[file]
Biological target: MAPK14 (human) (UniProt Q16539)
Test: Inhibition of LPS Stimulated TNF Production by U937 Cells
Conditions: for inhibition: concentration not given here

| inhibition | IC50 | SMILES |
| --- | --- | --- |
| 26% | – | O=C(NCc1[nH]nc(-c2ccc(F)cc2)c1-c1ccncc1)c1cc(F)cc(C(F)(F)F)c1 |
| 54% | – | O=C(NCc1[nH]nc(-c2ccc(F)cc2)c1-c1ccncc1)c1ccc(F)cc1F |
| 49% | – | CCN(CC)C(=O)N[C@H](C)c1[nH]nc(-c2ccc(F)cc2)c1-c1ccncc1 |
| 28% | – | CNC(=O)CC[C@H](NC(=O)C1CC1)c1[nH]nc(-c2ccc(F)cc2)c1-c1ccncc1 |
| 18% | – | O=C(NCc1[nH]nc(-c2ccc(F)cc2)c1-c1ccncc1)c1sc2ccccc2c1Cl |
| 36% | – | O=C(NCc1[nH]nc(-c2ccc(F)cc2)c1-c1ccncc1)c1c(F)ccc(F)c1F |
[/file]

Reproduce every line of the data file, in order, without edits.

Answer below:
Biological target: MAPK14 (human) (UniProt Q16539)
Test: Inhibition of LPS Stimulated TNF Production by U937 Cells
Conditions: for inhibition: concentration not given here

| inhibition | IC50 | SMILES |
| --- | --- | --- |
| 26% | – | O=C(NCc1[nH]nc(-c2ccc(F)cc2)c1-c1ccncc1)c1cc(F)cc(C(F)(F)F)c1 |
| 54% | – | O=C(NCc1[nH]nc(-c2ccc(F)cc2)c1-c1ccncc1)c1ccc(F)cc1F |
| 49% | – | CCN(CC)C(=O)N[C@H](C)c1[nH]nc(-c2ccc(F)cc2)c1-c1ccncc1 |
| 28% | – | CNC(=O)CC[C@H](NC(=O)C1CC1)c1[nH]nc(-c2ccc(F)cc2)c1-c1ccncc1 |
| 18% | – | O=C(NCc1[nH]nc(-c2ccc(F)cc2)c1-c1ccncc1)c1sc2ccccc2c1Cl |
| 36% | – | O=C(NCc1[nH]nc(-c2ccc(F)cc2)c1-c1ccncc1)c1c(F)ccc(F)c1F |